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General Bulletin 2008-2010

Courses of Instruction

JOURNALISM (JRN-Arts and Science)

101 Introduction to Journalism (3)

Introduces issues facing news media in a democratic society. These include ethics, law, and press performance in the context of news criticism and journalism history. Students explore several journalistic modes and a variety of careers in journalism. They learn critical news consumption and several basic writing styles.

201 Reporting and News Writing I (3)

Introduces basic news writing, news gathering, and interviewing. Emphasis on providing instruction and experience in writing for print and online forms. Prerequisite for all journalism writing and creative courses.

202 Reporting and News Writing II (3)

Refines media news writing skills acquired in JRN 201, with an emphasis on multiple-field reporting. Students produce cross-media content, working in broadcast and online forms. Prerequisite: JRN 201.

301 Journalism Law and Ethics (3)

Focuses on statutory and common law limitations on freedom of the press in America, and the legislative and judicial rationales for them. Considers ethical theories and their application to situations that journalists commonly encounter. Cross-listed with COM 301.

303 Online Journalism (3)

Theory and practice of online journalism. Topics include current forms and social impact of online news, and the creative potential of the Internet as a news medium. Students will also develop online multimedia news projects. Prerequisite: JRN 201. Cross-listed with IMS 303.

312 Public Affairs Reporting (3)

Focuses on reporting news generated in public forums, including city councils, school boards, and courts. Students cover breaking events (meetings, trials, etc.), then go beyond the vote/verdict to develop enterprise stories on underlying civic issues that affect people's lives. Prerequisite: JRN 202.

313 Advanced Electronic Journalism: Audio (3)

Applies audio production theories and techniques to gathering, editing, and presenting long-form and short-form news stories. Prerequisite: COM 211 and JRN 202, major status, or permission of instructor. Cross-listed with COM 313.

314 Advanced Electronic Journalism: Video (3)

Emphasizes application of video to all phases of the journalistic process, including news gathering, writing, and presentation. Prerequisite: COM 211 and JRN 202, major status, or permission of instructor. Cross-listed with COM 314.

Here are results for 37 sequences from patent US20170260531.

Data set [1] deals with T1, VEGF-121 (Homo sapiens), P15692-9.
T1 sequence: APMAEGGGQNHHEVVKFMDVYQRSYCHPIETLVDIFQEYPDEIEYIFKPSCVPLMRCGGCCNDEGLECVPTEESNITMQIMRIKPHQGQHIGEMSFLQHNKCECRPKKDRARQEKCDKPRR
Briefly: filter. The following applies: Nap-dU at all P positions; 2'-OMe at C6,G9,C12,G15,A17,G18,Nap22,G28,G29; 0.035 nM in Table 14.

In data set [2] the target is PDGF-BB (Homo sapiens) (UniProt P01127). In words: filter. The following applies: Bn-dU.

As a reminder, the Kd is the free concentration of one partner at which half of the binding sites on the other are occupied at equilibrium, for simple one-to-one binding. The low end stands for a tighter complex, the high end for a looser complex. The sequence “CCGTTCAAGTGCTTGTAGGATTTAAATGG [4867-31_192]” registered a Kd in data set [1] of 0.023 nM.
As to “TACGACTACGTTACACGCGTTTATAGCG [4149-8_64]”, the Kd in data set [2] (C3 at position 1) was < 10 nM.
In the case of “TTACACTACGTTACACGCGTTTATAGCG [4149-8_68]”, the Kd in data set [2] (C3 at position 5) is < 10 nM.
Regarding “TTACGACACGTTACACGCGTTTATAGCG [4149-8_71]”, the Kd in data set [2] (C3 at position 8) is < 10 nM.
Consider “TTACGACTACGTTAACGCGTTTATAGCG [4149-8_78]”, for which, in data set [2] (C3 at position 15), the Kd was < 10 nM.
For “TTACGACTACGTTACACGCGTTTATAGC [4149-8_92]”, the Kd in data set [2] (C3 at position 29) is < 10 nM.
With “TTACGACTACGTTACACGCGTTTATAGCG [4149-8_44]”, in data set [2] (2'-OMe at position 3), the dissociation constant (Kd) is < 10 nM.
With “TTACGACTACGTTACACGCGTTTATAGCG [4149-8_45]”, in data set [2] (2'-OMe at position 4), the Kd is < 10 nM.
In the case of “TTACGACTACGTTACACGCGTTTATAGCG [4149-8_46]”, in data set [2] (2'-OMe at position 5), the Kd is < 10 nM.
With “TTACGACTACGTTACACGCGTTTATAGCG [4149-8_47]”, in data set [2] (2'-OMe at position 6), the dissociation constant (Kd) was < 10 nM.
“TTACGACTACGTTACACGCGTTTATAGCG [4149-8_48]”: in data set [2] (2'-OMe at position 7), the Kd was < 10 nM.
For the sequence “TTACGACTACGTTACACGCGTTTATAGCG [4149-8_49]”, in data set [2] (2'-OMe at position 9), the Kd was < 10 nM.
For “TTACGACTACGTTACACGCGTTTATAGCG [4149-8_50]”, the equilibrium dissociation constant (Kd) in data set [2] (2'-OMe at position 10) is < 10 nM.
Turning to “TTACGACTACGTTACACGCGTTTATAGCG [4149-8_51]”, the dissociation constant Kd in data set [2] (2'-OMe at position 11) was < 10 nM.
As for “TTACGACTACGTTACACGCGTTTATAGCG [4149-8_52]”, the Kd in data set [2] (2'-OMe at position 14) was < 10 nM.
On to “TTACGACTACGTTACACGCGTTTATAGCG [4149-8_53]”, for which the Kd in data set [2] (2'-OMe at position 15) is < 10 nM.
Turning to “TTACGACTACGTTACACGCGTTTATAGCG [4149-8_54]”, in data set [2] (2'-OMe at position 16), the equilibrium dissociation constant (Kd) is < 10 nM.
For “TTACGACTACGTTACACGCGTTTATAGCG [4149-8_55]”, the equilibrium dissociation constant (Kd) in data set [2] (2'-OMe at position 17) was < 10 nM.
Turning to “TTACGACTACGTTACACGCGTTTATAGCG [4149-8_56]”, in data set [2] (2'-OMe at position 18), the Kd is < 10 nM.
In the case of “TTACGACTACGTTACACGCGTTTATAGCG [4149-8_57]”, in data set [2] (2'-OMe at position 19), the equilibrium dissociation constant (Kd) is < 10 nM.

316 Editing and Design (3)

Introduces the roles of news producers and editors as key team members in print, broadcast, and online journalism. Topics to be covered include text editing, news values, and design principles, photo presentation and visual editing, audiences and interactivity. Prerequisites: IMS 101P and JRN 201.

318 Advanced Storytelling in Journalism (3)

The art and craft of telling in-depth stories that inform, engage, compel, and entertain. These techniques involve reporting and writing alike, and they can be put to use in magazines, newspapers, books, websites, documentary film, and multimedia formats. Prerequisite: JRN 201.

340 Journalism Internship (1-16)

See Journalism Program Internship Coordinator for approval.

415 Practicum in Television Journalism (4)

Practicum experience in which students write, report, and produce a regularly scheduled television newscast aired on Oxford's cable television system. Participate in and evaluate all aspects of television news gathering and reporting process. Prerequisite: COM 211, 245, and either 314 or applied journalism experience. Cross-listed with COM 415.

418 Critical Writing in Journalism (3)

Theory and practice in reviewing books, stage productions, motion pictures, and concerts for mass media. Prerequisite: JRN 318.

421 Capstone in Journalism (3)

Integrating theory and practice of journalism; issues of law, ethics, and history as they pertain to journalism. Topics vary each year. Prerequisite: JRN 202 and senior standing.

426 Inside Washington (8)

Intensive study of the contemporary Washington community - government institutions, public officials, journalists, consultants, staff, and interest groups - through reading, lecture, on-site observations, expert presentations, discussion, research, writing, and internships. Program conducted in Washington, DC. Prerequisite: Permission of instructor. Cross-listed with COM 426 and POL 426.


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